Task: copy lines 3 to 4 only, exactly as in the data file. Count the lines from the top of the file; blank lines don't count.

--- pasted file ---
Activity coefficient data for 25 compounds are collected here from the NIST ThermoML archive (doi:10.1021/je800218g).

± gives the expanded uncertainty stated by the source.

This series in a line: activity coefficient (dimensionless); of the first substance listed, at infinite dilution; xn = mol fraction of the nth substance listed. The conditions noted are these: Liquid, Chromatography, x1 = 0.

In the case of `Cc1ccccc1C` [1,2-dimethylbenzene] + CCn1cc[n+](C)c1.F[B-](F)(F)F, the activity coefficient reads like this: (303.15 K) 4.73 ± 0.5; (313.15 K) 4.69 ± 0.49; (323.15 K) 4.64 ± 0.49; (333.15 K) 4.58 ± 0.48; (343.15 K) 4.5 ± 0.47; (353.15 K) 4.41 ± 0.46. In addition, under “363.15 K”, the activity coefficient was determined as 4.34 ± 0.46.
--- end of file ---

This series in a line: activity coefficient (dimensionless); of the first substance listed, at infinite dilution; xn = mol fraction of the nth substance listed. The conditions noted are these: Liquid, Chromatography, x1 = 0.

In the case of `Cc1ccccc1C` [1,2-dimethylbenzene] + CCn1cc[n+](C)c1.F[B-](F)(F)F, the activity coefficient reads like this: (303.15 K) 4.73 ± 0.5; (313.15 K) 4.69 ± 0.49; (323.15 K) 4.64 ± 0.49; (333.15 K) 4.58 ± 0.48; (343.15 K) 4.5 ± 0.47; (353.15 K) 4.41 ± 0.46. In addition, under “363.15 K”, the activity coefficient was determined as 4.34 ± 0.46.